It’s a luxury anyone can appreciate. Refrigerator ice makers eliminate the hassle of refilling ice trays and fighting the ice cubes to come out. If your ice maker is displaying problems, try performing some diagnostic troubleshooting.
While it’s impossible to give specific details here for each brand and model, they all work on the same basic principles. By running through the possible causes for each symptom, you can possibly eliminate the easy things you can fix yourself.
How an Ice Maker Works
Your ice maker is essentially another small appliance situated inside your freezer. It works fairly simply: To start a cycle the ice maker signals the fill valve – usually situated near the bottom on the outside rear of the refrigerator – to open, and water flows into the ice tray (also called an “ice mold”) inside the ice maker. A set amount of water flows in (as determined by a switch and cam inside the unit) for a given time – usually up to 10 seconds. The water begins to freeze; when a dedicated thermostat near the ice reaches 10 to 15 degrees Fahrenheit, “ice harvesting” begins.
A small heater under the ice tray warms the tray just enough to loosen the cubes, which are then released from the tray into the waiting bin underneath. As the ice dumps, an attached wire raises to allow the ice to fall. If the bin is full, the wire cannot return to its lowered position, and the ice maker stops. If, on the other hand, the wire is able to drop completely after dumping the ice, the ice maker repeats the cycle.
Common Ice Maker Problems
Try running through some simple solutions before calling a repair technician. While some internal components are best serviced by a professional, many problems are things you can fix yourself. You may need to pull your refrigerator away from the wall for some of the troubleshooting measures. Have someone assist you to prevent injury; refrigerators are extremely bulky and heavy.
Not Producing Ice
- First, look at the shutoff arm – the wire that raises and lowers to release the ice. Sometimes it may get caught in a raised position, in which case removing the obstruction will solve the problem. Raise and lower it a couple of times to ensure it moves smoothly.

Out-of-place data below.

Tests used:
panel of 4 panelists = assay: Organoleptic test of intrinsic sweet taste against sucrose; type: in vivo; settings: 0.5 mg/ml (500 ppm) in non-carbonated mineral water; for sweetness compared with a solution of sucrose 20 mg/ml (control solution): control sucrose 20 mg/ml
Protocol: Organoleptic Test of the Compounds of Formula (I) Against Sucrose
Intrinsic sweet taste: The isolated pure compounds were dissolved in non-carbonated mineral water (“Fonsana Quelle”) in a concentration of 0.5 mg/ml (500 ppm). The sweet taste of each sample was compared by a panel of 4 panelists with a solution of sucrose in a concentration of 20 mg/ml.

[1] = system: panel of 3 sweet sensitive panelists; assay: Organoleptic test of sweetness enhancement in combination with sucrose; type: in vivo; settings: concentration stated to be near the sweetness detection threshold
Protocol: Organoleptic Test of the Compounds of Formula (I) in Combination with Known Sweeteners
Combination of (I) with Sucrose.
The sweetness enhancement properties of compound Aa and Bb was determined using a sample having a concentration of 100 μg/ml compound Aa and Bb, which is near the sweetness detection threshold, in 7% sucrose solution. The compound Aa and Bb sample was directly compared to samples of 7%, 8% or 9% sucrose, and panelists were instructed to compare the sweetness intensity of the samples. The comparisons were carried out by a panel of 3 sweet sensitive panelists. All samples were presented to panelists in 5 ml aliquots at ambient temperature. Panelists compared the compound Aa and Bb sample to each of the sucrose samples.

- Check the water supply valve (the shutoff valve). Most appliances have a dedicated shutoff valve – either a lever or a knob – that controls the water flow to the appliance. If the water was shut off, the ice maker cannot make ice.
- Look at the water supply line entering the freezer. If it gets bent or damaged, water may not flow into the ice maker.
- What’s the temperature in your freezer? Believe it or not, too cold isn’t good. Of course water freezes at 32 degrees Fahrenheit, so the temperature must be below that. Most freezers specify a minimum temperature for ice production – typically around 4 degrees below zero, Fahrenheit. Keep your freezer between zero and 32 degrees F for best results.
- Inspect your water inlet valve. Located near the bottom of the refrigerator rear, the inlet valve is the assembly to which the water line connects after leaving the water shutoff valve. Unplug the refrigerator (always a safe practice when repairing electronic appliances) and turn off the water valve. Pull the hose loose from the inlet valve and ensure it isn’t plugged. Clean around the inlet opening. If the inlet itself is bad – typically indicated by corrosion – it removes with a couple of screws and two or four wires. Contact a professional for further information.
If these steps fail to locate the problem, contact a service technician. Other potential problems include the ejector gear or motor, the internal shutoff switch, the holding switch, the water inlet switch or the ice mold heater along with the internal thermostat. As many of these parts differ by manufacturer and involve electrical circuits, professional assistance is recommended.
Makes Too Much Ice/Won’t Stop
Too much ice becomes a problem when it overfills the bin. One of two things is normally the cause – either the shutoff switch is malfunctioning or the shutoff arm is stuck in the up position. Check the arm first and wiggle it to ensure it will swing freely. For a shutoff switch problem, consult a service technician.